Biological value = (retained nitrogen) / (absorbed nitrogen) *100
If you compare the formula for biological value with the formula for Net Protein Utilization (NPU), you can see that the formulas are similar. Both methods measure the same parameter of nitrogen retention. However, the difference is that the biological value is calculated from the nitrogen absorbed, while the NPU refers to the nitrogen absorbed. The biological value provides a measure of how efficiently the body can convert food proteins into the body’s proteins. A food with a high value correlates with a high supply of essential amino acids. The whole egg was arbitrarily set as the reference value at that time (value of 100 or 1) because, at the time, it was the protein source with the highest known biological value. Food proteins that can be used better in the body than egg protein have a biological value of over 100, food proteins with a poorer protein use than egg have minimal protein sources typically have a higher biological value because they are more like body proteins in their amino acid composition. Vegetable protein sources often lack one or more essential amino acids, which is why they rank worse. For example, whey protein has a biological value of 104, soybean only 74. However, several key factors that affect the digestion of proteins and the interaction with other foods before absorption are not considered in the biological value. Besides, the biological value measures the maximum potential quality of a protein and not its assessment at the requirement level.
PROTEIN D IGESTIBILITY CORRECTED A MINO A CID SCORE (PDCAAS)
Due to these deficiencies in the significance of biological value, the so-called PDCAAS (Protein Digestibility Corrected Amino Acid Score) was published in a joint position paper by the Food & Agriculture Organization (FAO) and WHO in 1989 preferred method for measuring protein quality in human nutrition adopted. In addition to the amino acid content, this “amino acid index corrected for digestibility” also considers the digestibility. The contribution of food to essential amino acids according to human needs. To calculate the PDCAAS, each essential amino acid of a food protein is first compared with the content of the corresponding amino acid in an ideal reference protein (for human use). The result is the amino acid index or Amino Acid Score (AAS) or Chemical Score (CS). The Amino Acid Score or Amino Acid Index is a way to predict how efficiently the amino acid content in a food protein will meet human amino acid needs. This concept assumes that tissue protein synthesis is restricted if not all of the required amino acids are available at the same time and in suitable amounts. The method is a comparison of the concentration of the first limiting essential amino acid in the test protein with the concentration of this amino acid in a reference protein:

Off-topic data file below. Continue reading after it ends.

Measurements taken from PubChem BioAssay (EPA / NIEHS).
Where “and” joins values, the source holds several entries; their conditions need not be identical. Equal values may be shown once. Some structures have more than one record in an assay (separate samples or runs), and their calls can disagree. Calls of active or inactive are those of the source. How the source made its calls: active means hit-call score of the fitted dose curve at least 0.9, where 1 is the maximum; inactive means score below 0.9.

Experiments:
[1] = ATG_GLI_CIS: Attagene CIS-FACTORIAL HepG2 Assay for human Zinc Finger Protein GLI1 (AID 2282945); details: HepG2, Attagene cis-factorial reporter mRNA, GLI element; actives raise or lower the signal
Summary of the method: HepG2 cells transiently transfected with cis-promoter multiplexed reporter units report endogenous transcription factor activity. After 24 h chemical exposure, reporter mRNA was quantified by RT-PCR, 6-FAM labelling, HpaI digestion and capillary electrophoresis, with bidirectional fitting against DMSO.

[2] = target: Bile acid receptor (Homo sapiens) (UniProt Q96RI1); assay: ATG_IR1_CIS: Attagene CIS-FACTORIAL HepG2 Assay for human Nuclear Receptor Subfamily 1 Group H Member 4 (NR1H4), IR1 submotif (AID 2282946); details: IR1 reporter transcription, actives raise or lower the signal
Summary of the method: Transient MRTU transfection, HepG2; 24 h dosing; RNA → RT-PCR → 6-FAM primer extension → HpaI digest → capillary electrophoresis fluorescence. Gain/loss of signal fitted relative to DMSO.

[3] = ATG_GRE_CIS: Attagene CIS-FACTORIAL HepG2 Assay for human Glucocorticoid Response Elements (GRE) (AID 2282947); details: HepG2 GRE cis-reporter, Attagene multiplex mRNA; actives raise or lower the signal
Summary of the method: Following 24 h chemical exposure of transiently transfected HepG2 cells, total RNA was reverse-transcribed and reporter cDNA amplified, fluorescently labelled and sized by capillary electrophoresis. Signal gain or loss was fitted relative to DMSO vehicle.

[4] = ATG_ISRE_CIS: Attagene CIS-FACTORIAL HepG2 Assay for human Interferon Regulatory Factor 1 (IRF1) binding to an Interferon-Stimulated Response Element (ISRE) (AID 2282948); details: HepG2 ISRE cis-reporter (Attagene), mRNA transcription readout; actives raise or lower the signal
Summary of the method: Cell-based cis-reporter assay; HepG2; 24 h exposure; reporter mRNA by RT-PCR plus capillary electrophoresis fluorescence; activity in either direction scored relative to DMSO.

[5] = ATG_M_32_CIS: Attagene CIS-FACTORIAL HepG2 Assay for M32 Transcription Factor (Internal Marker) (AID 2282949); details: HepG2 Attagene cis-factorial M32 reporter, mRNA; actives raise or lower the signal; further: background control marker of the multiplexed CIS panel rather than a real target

AAS or CS = [mg of the limiting amino acid in 1 g test protein) / mg of the same amino acid in 1 g reference protein]
This is the amino acid in a protein that deviates the most from the amino acid requirement. It is “limiting” because the body can only synthesize as much protein as the amino acid with the lowest concentration allows.
Its biological value expresses the extent to which a portion of food contributes to meeting individual protein requirements. The biological value of the whole egg (egg yolk + egg white) is set to 100 because the egg protein is very similar to the human amino acid pattern. All other foods are compared. The biological value of cereals ranges from 60-70, for legumes 60-80, nuts and seeds come to 66-76 and buckwheat even to 80-93.
Since we almost always eat different foods together in a meal or the course of a day, the proteins of the individual foods complement each other. If the limiting amino acid of one food is found in excess in another, the biological value is upgraded. Grains with legumes or buckwheat are a good combination of plants, for example. In cereals, lysine is the limiting amino acid, and methionine is present in excess. The reverse is true in legumes. For example, a meal made from corn with beans or from buckwheat with wheat can have a biological value of 100. A varied vegetable diet with whole grains, legumes, vegetables, nuts, and seeds is, therefore, the best guarantee. Different protein source gives the body different protein quality. Depending on who is taking the protein, e.g., old people or sportsmen and women building muscles, it is good to check with your nutritionist the best source of your protein to maximize its protein intake. Young people and children also require different amounts of proteins in their body, which is important to consider when preparing their meals.